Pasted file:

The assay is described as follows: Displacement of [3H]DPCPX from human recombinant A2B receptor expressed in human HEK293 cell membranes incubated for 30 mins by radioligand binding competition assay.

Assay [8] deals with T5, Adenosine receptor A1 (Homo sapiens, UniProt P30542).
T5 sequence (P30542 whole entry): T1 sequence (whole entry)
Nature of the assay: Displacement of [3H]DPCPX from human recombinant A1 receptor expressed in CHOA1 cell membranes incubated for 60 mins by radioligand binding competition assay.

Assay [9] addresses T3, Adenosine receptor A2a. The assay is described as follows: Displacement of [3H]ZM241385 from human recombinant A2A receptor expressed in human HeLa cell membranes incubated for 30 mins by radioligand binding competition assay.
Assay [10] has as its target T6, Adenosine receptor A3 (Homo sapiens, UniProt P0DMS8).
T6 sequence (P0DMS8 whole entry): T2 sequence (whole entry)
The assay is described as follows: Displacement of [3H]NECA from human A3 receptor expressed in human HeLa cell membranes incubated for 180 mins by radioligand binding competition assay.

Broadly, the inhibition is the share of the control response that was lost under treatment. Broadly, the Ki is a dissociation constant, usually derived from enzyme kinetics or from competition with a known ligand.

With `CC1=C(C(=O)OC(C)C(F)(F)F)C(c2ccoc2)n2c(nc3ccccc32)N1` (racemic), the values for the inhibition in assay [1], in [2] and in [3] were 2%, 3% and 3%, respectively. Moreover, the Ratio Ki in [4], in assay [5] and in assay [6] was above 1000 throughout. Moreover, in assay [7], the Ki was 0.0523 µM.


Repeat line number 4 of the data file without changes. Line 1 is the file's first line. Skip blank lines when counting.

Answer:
Nature of the assay: Displacement of [3H]DPCPX from human recombinant A1 receptor expressed in CHOA1 cell membranes incubated for 60 mins by radioligand binding competition assay.